Soldier pile retaining wall.

We're putting 25 foot long w8x48 beams into 16 foot deep holes and filling with concrete.

So the steel beam is encased in concrete.

I would like to increase their longevity by attaching a sacrificial (zinc ?) anode but I don't know where to attach it.

Can we weld them right on the outside surface of the aboveground exposed beam ? Or does the sacrificial anode need to be buried in the soil and then welded to the beam with a copper wire ?

Or should we weld it to the beam under the ground, it will get encased in concrete and we will never be able to inspect or replace it - but would it be more effective encased in the concrete ?

EDIT: Lots of doubt expressed about the ability to use cathodic protection at all in an application like this that is not submerged in water but I draw your attention to the very common (universal ?) practice of attaching sacrificial anodes to steel propane tanks that are buried underground ... why is this different ?

  • Sacrificial entities need to be in contact with the same fluid medium as the oxidizing or oxidized part. You'd have to wet to the rust which in turn would damage your concrete and beam further, so bad move. Look for ways to keep moisture out, preventing rust and replace beams when they get too rusted.
    – Abel
    Commented May 17, 2023 at 2:41
  • @Abel : See comment below ... how do sacrificial anodes work for buried propane tanks ? That is commonly done and the bag of zinc is "submerged" in the same soil as the tank ... but of course some amount of the tank is unburied under the valve riser ... so why can't we do the same thing with a steel beam ?
    – user227963
    Commented May 17, 2023 at 3:30
  • Rebar corrosion protection is done with galvanizing or epoxy type coatings on the rebar. Commented May 17, 2023 at 15:36

2 Answers 2


Concrete itself protects steel from corrosion, which is why there are specifications of 2-3" concrete cover for steel reinforcing, depending on environmental exposure (3" for coastal.) See https://www.concrete.org/tools/frequentlyaskedquestions.aspx?faqid=668 and https://www.civillead.com/concrete-cover/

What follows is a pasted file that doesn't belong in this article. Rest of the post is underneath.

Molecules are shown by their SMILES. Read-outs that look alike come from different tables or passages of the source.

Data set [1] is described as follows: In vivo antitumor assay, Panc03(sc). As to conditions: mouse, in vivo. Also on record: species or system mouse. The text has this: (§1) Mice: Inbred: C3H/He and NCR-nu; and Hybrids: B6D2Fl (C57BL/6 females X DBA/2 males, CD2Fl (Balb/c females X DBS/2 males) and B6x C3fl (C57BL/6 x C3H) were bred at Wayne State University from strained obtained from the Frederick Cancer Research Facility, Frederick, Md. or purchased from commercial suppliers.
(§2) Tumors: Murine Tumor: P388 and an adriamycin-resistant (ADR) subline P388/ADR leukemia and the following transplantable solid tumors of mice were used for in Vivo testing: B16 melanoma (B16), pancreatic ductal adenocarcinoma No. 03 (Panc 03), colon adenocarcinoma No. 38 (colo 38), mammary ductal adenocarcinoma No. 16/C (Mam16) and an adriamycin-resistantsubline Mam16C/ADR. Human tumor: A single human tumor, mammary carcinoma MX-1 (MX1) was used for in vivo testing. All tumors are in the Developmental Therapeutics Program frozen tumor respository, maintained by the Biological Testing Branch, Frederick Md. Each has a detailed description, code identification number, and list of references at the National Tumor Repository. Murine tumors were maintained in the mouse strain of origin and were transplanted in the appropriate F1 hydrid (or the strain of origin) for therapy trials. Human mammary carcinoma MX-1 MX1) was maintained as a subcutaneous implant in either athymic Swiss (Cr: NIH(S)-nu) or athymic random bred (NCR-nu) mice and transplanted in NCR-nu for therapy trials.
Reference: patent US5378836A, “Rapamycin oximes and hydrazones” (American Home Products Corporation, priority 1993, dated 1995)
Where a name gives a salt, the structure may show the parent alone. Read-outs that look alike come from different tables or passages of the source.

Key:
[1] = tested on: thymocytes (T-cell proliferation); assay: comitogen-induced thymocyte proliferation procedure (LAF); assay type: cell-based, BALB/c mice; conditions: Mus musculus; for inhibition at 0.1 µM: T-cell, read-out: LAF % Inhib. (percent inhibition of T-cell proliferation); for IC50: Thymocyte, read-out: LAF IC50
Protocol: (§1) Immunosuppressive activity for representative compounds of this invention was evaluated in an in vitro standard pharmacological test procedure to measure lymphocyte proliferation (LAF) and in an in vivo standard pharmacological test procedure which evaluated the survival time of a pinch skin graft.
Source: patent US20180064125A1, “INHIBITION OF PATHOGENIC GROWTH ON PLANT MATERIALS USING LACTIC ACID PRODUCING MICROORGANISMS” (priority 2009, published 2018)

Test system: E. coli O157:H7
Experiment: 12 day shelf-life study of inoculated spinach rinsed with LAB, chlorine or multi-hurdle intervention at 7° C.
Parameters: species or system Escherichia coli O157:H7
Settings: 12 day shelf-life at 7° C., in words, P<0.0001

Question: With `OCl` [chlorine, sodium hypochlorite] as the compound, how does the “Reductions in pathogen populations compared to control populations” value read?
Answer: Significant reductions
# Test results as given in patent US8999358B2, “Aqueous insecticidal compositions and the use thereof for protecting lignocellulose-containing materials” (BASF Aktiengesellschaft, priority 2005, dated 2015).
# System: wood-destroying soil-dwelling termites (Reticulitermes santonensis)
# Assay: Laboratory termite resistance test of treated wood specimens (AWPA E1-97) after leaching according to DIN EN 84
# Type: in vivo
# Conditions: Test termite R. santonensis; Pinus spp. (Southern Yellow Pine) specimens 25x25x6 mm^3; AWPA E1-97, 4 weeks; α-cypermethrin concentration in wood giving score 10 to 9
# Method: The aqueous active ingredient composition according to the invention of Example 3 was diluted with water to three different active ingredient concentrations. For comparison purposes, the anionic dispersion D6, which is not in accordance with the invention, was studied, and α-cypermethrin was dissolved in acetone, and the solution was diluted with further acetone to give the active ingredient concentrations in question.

So I think you're barking up the wrong tree, here.

It's the 9 feet sticking out you should be concerned with corroding, and for that, they make Corten steel. Or you could just buy Corten sheet pilings to be driven in (with a pile driver, of course) and forget the concrete and holes.

Also, you should keep the steel 2-3" from the soil on the bottom and all sides of the hole (for instance by pouring a pad at the bottom of the hole before setting the steel in the hole.)

  • Steel rusts inside concrete. It rusts differently, and perhaps more slowly, but it definitely corrodes - possible badly, depending on moisture and soil. If you can protect the entire piece of steel with a sacrificial anode, then you don't care about above ground vs. below ground - the entire beam is one piece. I have this already on my buried propane tank and it is a common practice - I just wonder what the details are for a beam encased in concrete vs. a tank buried in sand ...
    – user227963
    Commented May 18, 2023 at 1:10

Sacrificial anodes only work if both the anode and the metal it is protecting are submerged in electrolyte wit a current path between them.

That works for boats. It works for water heaters. It does NOT work for cars, since they aren't immersed (one hopes). I am not at all convinced it would work for metal buried in concrete.

  • 1
    @JimStewart Thank you. As I mention elsewhere, it is common practice to bury propane tanks with bags of magnesium attached to the tank with wires. So the tank and the anodes are "submerged" in the ground together. Isn't this what I am suggesting with my steel beams ? It seems like the exact same thing ... so I would think I "submerge" my sacrificial anodes in the earth next to the holes the beams are in and then connect with a wire ?
    – user227963
    Commented May 18, 2023 at 1:14
  • 1
    Google "cathodic protection" and read some articles. What is the contex of the steel post in concrete are you trying to protect? Commented May 18, 2023 at 15:14
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    Unless this soil is extremely wet I doubt sacrificial protection is warranted. But this is a question that should be directed to professionals in the field of cathodic protection. Commented May 19, 2023 at 1:32
  • 1
    Agreed. This sounds like the kind of thing you can't afford to get wrong, hence the kind of thing you CAN afford to get an expert opinion on.
    – keshlam
    Commented May 19, 2023 at 2:50
  • 1
    I think the fact that anodes and concrete isn't common knowledge (but anodes with tanks and boats is) should be an indication that you're barking up the wrong tree. Secrets are not how the construction industry works.
    – longneck
    Commented May 19, 2023 at 22:55

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